Availability of data and materials
The datasets used and/or software during the current study are available from the corresponding author on reasonable request.
- DlimTre38 :
Duration time when limit of rectal temperature of 38 °C is reached (minutes)
- CFe :
Correction factor for dynamic total evaporative resistance (dimensionless)
- CFe7933 :
CFe of ISO 7933 (dimensionless)
- CFe9920a :
CFe of ISO 9920 using relative air velocity and walking speed (dimensionless)
- CFe9920b :
CFe of ISO 9920 using CFi9920 (dimensionless)
- CFi :
Correction factor for dynamic total thermal insulation (dimensionless)
- CFi7933 :
CFi of ISO 7933 (dimensionless)
- CFi9920 :
CFi of ISO 9920 (dimensionless)
International organization for standardization
- IT :
Total thermal insulation (m2·K·W−1)
Predicted heat strain
- PHSmA :
Modified PHS integrated with CFi9920 and CFe9920a
- PHSmB :
Modified PHS integrated with CFi9920 and CFe9920b
- ReT :
Total evaporative resistance (m2·kPa·W−1)
Havenith G, Heus R, Lotens WA. Resultant clothing insulation - a function of body movement, posture, wind, clothing fit and ensemble thickness. Ergonomics. 1990;33:67–84.
Havenith G, Heus R, Lotens WA. Clothing ventilation, vapor resistance and permeability index - changes due to posture, movement and wind. Ergonomics. 1990;33:989–1005.
Bouskill LM, Havenith G, Kuklane K, Parsons KC, Withey WR. Relationship between clothing ventilation and thermal insulation. AIHA J (Fairfax, Va). 2002;63:262–8.
Nielsen R, Olesen BW, Fanger PO. Effect of physical activity and air velocity on the thermal insulation of clothing. Ergonomics. 1985;28:1617–31.
Wu YS, Fan JT, Yu W. Effect of posture positions on the evaporative resistance and thermal insulation of clothing. Ergonomics. 2011;54:301–13.
Adams WC, Mack GW, Langhans GW, Nadel ER. Effects of varied air velocity on sweating and evaporative rates during exercise. J Appl Physiol. 1992;73:2668–74.
Saunders AG, Dugas JP, Tucker R, Lambert MI, Noakes TD. The effects of different air velocities on heat storage and body temperature in humans cycling in a hot, humid environment. Acta Physiol Scand. 2005;183:241–55.
Vogt JJ, Meyer JP, Candas V, Libert JP, Sagot JC. Pumping effects on thermal insulation of clothing worn by human subjects. Ergonomics. 1983;26:963–74.
Wang F. Effect of body movement on the thermophysiological responses of an adaptive manikin and human subjects. Measurement. 2018;116:251–6.
Holmer I. Protective clothing in hot environments. Ind Health. 2006;44:404–13.
Bernard T, Ashley C, Trentacosta J, Kapur V, Tew S. Critical heat stress evaluation of clothing ensembles with different levels of porosity. Ergonomics. 2010;53:1048–58.
Havenith G, den Hartog E, Martini S. Heat stress in chemical protective clothing: porosity and vapour resistance. Ergonomics. 2011;54:497–507.
Nilsson HO, Holmér I. Prediction of motion effects from static manikin measurements. In a European seminar on Thermal Manikin Testing: 12 Feb, 1997; Solna: Proceeding of a European seminar on Thermal Manikin Testing; 1997:45–48.
Holmér I, Nilsson HO, Havenith G, Parsons K. Clothing convective heat exchange--proposal for improved prediction in standards and models. Ann Occup Hyg. 1999;43:329–37.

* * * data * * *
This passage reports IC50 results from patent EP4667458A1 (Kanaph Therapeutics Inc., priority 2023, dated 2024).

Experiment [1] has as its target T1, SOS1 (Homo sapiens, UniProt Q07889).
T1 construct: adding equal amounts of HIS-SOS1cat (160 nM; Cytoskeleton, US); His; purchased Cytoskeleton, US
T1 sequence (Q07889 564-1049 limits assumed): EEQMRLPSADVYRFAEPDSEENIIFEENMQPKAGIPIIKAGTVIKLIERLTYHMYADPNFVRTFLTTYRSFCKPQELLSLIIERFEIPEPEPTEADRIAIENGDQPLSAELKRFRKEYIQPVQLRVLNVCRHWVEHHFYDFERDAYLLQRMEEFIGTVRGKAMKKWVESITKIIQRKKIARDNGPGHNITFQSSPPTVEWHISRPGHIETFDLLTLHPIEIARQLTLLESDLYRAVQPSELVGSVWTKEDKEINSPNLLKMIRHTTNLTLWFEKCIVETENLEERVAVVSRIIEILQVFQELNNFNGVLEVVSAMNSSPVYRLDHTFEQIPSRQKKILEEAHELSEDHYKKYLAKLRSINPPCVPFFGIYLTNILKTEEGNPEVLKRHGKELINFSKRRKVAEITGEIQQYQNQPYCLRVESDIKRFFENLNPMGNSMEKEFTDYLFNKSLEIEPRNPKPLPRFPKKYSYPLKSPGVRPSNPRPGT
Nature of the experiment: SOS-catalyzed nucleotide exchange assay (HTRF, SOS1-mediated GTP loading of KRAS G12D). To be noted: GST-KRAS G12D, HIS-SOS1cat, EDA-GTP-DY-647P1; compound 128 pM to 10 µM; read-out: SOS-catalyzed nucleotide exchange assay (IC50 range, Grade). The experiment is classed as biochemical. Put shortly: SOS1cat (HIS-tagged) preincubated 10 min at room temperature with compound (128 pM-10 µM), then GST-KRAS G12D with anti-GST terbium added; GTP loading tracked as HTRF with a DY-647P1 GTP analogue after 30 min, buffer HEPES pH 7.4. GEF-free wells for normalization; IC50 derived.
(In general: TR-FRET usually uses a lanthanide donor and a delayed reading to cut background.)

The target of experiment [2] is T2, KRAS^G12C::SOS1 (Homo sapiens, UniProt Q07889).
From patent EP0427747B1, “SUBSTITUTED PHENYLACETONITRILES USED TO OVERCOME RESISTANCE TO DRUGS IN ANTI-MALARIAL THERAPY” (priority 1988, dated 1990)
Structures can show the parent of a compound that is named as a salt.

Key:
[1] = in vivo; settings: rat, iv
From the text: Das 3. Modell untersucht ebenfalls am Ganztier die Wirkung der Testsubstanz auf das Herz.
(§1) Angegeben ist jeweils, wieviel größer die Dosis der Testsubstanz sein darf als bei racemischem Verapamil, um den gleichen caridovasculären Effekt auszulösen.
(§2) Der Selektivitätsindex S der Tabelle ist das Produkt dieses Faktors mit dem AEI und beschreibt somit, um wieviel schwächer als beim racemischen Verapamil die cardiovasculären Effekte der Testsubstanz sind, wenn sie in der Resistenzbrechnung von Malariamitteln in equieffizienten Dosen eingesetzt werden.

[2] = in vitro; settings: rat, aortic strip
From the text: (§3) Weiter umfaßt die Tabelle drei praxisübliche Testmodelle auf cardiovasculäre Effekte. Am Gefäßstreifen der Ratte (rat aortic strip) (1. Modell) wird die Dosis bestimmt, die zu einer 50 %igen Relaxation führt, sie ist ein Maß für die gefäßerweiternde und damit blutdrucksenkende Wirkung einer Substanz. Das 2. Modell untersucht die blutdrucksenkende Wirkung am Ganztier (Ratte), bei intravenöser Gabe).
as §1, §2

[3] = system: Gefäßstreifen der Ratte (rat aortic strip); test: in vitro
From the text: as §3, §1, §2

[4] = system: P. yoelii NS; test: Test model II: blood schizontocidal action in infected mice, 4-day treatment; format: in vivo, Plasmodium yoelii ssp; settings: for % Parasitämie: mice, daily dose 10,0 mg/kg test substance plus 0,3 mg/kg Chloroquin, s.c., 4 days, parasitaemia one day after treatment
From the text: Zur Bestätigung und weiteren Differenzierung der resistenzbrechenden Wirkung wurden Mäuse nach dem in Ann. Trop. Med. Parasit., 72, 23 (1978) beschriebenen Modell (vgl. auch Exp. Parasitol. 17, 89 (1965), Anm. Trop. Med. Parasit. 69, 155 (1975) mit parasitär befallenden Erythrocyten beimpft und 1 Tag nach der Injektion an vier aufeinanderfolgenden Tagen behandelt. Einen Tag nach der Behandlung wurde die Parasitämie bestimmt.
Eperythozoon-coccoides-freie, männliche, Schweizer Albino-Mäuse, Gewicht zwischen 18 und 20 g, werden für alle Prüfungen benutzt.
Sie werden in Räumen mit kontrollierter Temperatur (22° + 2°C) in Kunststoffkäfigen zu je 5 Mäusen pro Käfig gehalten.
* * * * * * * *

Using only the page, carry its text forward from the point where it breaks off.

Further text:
Parsons KC, Havenith G, Holmér I, Nilsson HO, Malchaire J. The effects of wind and human movement on the heat and vapour transfer properties of clothing. Ann Occup Hyg. 1999;43:347–52.
Havenith G, Holmér I, Parsons KC, den Hartog EA, Malchaire J. Calculation of dynamic heat and vapour resistance. In: Werner J, Hexamer M editors. Environmental Ergonomics IX. Aachen: Shaker Verlag GmbH; 2000. p. 125-128. 9th International conference on Environmental Ergonomics: 30 July - 4 August, 2000; Dortmund, Germany. ISBN 3 8265 7648 9.
Havenith G, Holmér I, den Hartog EA, Parsons KC. Clothing evaporative heat resistance--proposal for improved representation in standards and models. Ann Occup Hyg. 1999;43:339–46.
Havenith G, Nilsson HO. Correction of clothing insulation for movement and wind effects. A meta-analysis. Erratum in Eur J Appl Physiol. 2005;93:506.85.
Kim CS, McCullough EA. Static and dynamic insulation values for cold weather protective clothing. In: Nelson CN, Henry NW editors. Performance of protective clothing: issues and priorities for the 21st century, Vol 7. ASTM STP 1386. American Society for Testing and Materials: West Conshohocken, PA; 2000. p. 233–47.
Nilsson HO, Anttonen H, Holmér I. New algorithms for prediction of wind effects on cold protective clothing. In: 1st European conference on protective clothing. Arbete och Hälsa 8, Stockholm, 2000. p. 17–20.
Havenith G, Nilsson HO. Correction of clothing insulation for movement and wind effects, a meta-analysis. Eur J Appl Physiol. 2004;92:636–40.
International Organization for Standardization (ISO). Ergonomics of the thermal environment - analytical determination and interpretation of heat stress using calculation of the predicted heat strain. (Standard No. ISO 7933:2004), Geneva, Switzerland: ISO; 2004.
International Organization for Standardization (ISO). Ergonomics of the thermal environment - analytical determination and interpretation of heat stress using calculation of the predicted heat strain. (Standard No. ISO 7933:1989), Geneva, Switzerland: ISO; 1989.